something into the municipal structure of the city that will be felt when the name of
John S. Maxwell is but a dim memory.

Judge Maxwell was born in Cohoes February 4, 1845, being the second son of John Maxwell
and Elizabeth Davidson, who came to the United States from Hawick, Scotland, in 1840.
The Maxwell family moved in 1857 to Rock City, now the eighth ward of Amsterdam,
John S. Maxwell being then 12 years of age. His father entered the knit goods business in a
partnership with the late Adam Kline. The little red schoolhouse on the hill and later the
Amsterdam academy gave John S. Maxwell the fundamentals of education, and he also attended
college at Poughkeepsie, NY.

At age 19 years he enlisted in the United States Navy. After the war he worked at his father's mill
and then entered business life on his own account.

He operated knitting mills in Amsterdam, Stittville, Oneida, St. Johnsville and Toronto, Canada.
It was while he was in Stittville that his appointment as postmaster came from President Grant.

It was in the year 1889 that Judge Maxwell decided to abandon business and study law, and on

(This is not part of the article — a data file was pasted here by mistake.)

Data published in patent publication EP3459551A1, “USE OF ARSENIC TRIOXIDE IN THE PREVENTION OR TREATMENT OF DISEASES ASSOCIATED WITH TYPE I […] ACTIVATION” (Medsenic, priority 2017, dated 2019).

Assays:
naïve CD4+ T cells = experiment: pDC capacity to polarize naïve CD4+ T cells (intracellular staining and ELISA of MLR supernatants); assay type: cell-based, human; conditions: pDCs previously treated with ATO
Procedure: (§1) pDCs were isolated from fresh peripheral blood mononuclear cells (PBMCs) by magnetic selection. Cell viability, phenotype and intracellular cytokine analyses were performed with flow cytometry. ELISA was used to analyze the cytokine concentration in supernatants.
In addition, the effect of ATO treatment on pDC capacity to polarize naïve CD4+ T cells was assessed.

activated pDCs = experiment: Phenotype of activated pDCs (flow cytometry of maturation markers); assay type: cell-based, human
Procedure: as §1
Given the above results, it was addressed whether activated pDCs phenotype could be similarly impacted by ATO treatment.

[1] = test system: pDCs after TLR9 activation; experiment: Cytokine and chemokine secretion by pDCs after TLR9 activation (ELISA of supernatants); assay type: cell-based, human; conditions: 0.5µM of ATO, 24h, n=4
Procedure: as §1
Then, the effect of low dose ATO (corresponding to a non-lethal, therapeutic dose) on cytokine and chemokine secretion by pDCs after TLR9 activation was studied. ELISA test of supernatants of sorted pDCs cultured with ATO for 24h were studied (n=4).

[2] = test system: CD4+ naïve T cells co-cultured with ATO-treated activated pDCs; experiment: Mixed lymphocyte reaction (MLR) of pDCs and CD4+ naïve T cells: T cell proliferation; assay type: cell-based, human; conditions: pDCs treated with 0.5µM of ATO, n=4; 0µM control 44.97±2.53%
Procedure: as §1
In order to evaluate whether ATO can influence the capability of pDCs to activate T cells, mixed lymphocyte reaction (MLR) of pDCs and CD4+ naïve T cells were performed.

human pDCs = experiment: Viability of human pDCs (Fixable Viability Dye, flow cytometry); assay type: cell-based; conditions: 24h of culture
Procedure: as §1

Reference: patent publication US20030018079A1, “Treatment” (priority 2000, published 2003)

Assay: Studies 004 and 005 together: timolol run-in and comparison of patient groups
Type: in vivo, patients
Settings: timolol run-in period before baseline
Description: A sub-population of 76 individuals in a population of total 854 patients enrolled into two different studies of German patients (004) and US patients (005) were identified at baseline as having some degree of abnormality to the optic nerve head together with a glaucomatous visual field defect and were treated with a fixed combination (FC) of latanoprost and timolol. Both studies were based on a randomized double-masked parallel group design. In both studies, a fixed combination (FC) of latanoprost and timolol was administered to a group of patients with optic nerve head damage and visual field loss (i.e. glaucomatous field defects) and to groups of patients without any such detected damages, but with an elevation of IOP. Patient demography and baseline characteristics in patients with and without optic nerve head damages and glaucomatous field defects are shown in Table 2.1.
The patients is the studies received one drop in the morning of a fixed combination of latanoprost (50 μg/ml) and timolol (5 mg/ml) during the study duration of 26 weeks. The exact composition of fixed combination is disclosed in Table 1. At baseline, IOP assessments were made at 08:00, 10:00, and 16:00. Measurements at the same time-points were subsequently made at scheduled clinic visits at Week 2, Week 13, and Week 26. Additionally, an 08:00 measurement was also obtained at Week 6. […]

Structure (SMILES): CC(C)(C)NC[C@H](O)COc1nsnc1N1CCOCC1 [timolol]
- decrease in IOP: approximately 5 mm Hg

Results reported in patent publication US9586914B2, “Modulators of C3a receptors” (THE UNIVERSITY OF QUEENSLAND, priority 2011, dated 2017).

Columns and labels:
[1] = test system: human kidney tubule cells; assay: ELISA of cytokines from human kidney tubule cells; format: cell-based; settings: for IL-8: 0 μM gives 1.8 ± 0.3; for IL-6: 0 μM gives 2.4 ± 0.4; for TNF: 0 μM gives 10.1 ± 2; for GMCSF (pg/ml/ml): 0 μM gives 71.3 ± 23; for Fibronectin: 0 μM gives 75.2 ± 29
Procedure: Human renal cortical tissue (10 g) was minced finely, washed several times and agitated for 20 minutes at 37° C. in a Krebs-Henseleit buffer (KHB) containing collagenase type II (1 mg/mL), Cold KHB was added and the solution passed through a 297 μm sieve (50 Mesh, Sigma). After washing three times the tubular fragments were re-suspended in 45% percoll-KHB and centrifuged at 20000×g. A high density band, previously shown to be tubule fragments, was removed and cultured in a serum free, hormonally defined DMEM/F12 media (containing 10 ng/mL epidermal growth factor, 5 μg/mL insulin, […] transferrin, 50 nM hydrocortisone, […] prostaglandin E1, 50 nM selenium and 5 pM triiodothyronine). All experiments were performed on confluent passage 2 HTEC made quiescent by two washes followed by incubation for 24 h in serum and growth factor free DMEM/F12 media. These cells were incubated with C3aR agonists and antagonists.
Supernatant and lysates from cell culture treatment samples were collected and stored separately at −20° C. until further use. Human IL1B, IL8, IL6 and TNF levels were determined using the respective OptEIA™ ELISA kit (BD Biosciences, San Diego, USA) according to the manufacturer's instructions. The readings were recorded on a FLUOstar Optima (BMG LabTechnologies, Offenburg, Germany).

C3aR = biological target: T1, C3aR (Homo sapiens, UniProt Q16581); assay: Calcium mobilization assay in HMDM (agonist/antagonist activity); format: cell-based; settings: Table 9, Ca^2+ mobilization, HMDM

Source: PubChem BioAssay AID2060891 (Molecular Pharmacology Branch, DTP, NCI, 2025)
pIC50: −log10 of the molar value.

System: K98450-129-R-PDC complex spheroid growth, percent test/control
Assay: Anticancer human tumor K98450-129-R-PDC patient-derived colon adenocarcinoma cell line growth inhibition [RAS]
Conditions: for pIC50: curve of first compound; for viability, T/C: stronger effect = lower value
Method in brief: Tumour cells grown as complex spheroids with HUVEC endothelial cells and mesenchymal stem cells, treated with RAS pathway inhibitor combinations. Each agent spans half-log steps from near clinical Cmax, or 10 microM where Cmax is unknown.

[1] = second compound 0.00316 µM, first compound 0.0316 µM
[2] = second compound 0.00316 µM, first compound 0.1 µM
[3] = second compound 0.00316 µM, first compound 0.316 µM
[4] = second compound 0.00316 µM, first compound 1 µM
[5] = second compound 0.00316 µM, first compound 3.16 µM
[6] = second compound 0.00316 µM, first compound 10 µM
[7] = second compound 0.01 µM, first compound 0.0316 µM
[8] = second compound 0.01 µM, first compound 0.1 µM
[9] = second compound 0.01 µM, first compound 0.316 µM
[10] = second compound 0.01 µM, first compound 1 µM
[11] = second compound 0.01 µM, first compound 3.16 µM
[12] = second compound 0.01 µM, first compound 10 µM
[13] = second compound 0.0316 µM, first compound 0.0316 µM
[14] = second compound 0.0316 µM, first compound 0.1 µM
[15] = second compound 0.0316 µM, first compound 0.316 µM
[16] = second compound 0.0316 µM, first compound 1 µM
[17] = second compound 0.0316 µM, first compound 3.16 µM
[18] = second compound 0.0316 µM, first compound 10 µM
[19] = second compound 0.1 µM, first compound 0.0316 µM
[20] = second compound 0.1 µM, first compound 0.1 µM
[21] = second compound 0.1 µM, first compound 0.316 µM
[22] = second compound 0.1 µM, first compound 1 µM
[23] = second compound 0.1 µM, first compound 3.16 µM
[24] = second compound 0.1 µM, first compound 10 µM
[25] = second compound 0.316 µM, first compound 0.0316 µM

February 4, 1892, the forty-seventh anniversary of his birth, he was admitted to the bar. The
following year he was the candidate of the Republican party for Recorder and was elected by a
majority of 550, the term being for three years.

He was re-nominated at the expiration of that term and again endorsed by the voters by an
increased majority, and there was no opposition to his election for the third term. One year
following the completion of his third term as recorder he was elected District Attorney, and upon
the completion of the three-year term he declined re-nomination.

It was during his service as Recorder and as District Attorney that Judge Maxwell demonstrated
those fine attributes of human character, kindly understanding, toleration and mercy. It was his
conception of his duty that society was to be protected by law rather than that revenge be
administered for wrongdoing. He was reluctant to punish or prosecute bitterly when he felt that
justice to all might be the better served by leniency. Those associated with him know that many a
man has been spared the shame of public disgrace and prison record, to go clean and straight
afterward. Yet his clarity of vision and sense of true justice were always with him. He could carry
on with quiet insistence to stern culmination when convinced that the facts warranted such a

It was not long after the expiration of Judge Maxwell's term as District Attorney that the office of
City Judge was created, and to this office he was elected in the year 1916, having at one time (the
year of 1908) been prominently mentioned as the candidate for Secretary of State. No one
knows of anyone of his own party that desired to oppose him at any primary, nor did any other
party wish to enter a candidate against him.